"This incident in Revúca cannot be generalised into the context of a wider problem. It's just one isolated case."
Deputy Prime Minister Mária Kadlečíková
Sendrei died in police custody on July 7 of wounds sustained in undetermined circumstances. His sons, who were taken into custody with him July 6, say that they were beaten by police in eastern Slovakia's Revúca, a charge the police themselves deny. According to the police, Sendrei sustained his mortal wounds in an earlier fight with the mayor of the village of Magnezitovce.
But whatever the truth of the case, Sendrei's murder drew strong reactions from the European Union, a 15-member economic alliance that Slovakia hopes to join in 2004.
"Whatever the reason these Roma were detained, the fact that they were brutally beaten, and that one of them died, is absolutely unacceptable," said Jan Marinus Wiersma, the European Parliament's main negotiator for Slovakia. "I thought that kind of police brutality was already in the past."
Wiersma's words came at a crucial time for Slovakia, on the very day the foreign affairs committee of the European Parliament debated a draft of its annual resolution on the progress Slovakia is making towards accession to the EU. The draft is to be voted on by the full parliament this September.
Against the backdrop of such European scrutiny, Slovak Deputy Prime Minister for Integration Mária Kadlečíková reminded the foreign community that Wiersma's fears were far from having been confirmed.
"Mr. Wiersma was giving a first reaction to the information that he had received at the time," Kadlečíková told The Slovak Spectator July 11. "I am convinced that once he has received all the information, he will be aware that this is a unique case."
Even before the news of Sendrei's death, Swedish liberal parliamentarian Cecilia Malstrom had recommended the committee include a clause expressing "profound regret at the continuing discrimination against the Roma minority in Slovakia." The EU has been critical of Slovakia's minority rights record since the 1994 to 1998 government of Vladimír Mečiar.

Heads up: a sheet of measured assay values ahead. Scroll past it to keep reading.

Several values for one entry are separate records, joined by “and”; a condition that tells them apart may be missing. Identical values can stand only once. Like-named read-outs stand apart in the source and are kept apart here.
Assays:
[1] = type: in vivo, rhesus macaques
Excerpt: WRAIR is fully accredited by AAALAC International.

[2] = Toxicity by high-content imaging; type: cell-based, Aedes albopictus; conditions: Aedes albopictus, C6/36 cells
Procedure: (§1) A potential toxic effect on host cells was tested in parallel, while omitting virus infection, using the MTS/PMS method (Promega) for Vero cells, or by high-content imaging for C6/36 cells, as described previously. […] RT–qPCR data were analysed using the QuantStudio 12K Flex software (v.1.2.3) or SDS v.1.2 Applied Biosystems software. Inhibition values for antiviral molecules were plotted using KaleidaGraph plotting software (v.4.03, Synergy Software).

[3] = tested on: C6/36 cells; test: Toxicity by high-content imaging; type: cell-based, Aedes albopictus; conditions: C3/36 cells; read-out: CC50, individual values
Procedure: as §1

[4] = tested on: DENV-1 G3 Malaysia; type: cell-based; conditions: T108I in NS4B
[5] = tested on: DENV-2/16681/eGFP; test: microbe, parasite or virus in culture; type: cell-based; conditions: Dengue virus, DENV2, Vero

Malstrom's proposal was in the end rejected by the committee; nor was Wiersma's reaction reflected in the text of the draft, which a source close to Slovakia's EU entry process called "moderately upbeat".
Kadlečíková took this as a sign that the EU was being cautious on the explosive Sendrei case. "We are pleased that the words of Mr. Wiersma were not put into the European Parliament resolution," she said.
That doesn't mean, however, that Slovakia is off the hook on treatment of its Roma overall. The Slovakia-EU source said an upcoming November resolution on Slovakia's entry by the European Commission, an EU executive body, "is expected to be critical of Slovakia's progress in the field of minorities and human rights."
Some of the information that has been reaching the Commission from NGOs and human rights activists, the source added, cited a general failure by the Slovak government to turn promising laws into practical results.
The reports to the EC claim, for example, that no data exist on how an important 1999 Minority Languages Law is working in practice, and that in general, the Roma are under-represented in state administration, and thus lack the authority to make sure their rights are protected.
"Just look at how the Roma live, many of them in de facto segregation and living on top of garbage dumps," the source said. "This just doesn't tally with how western countries expect minorities to be treated."
Nevertheless, the Slovak side is insisting the EU keep its eye on the facts, and not be swayed by appearances before the final verdict in the Sendrei murder.
"The case in Revúca was not one motivated by race. It was a complicated incident and not one involving Roma against other people," said Kadlečíková.
"The European Parliament and European Union know that the situation with the Roma in Slovakia is complicated, but they are also aware that this incident in Revúca cannot be generalised into the context of a wider problem. It's just one isolated case which we have never experienced before and, I believe, will never experience again."
- additional reporting
by Ed Holt
16. Jul 2001 at 0:00 | Tom Nicholson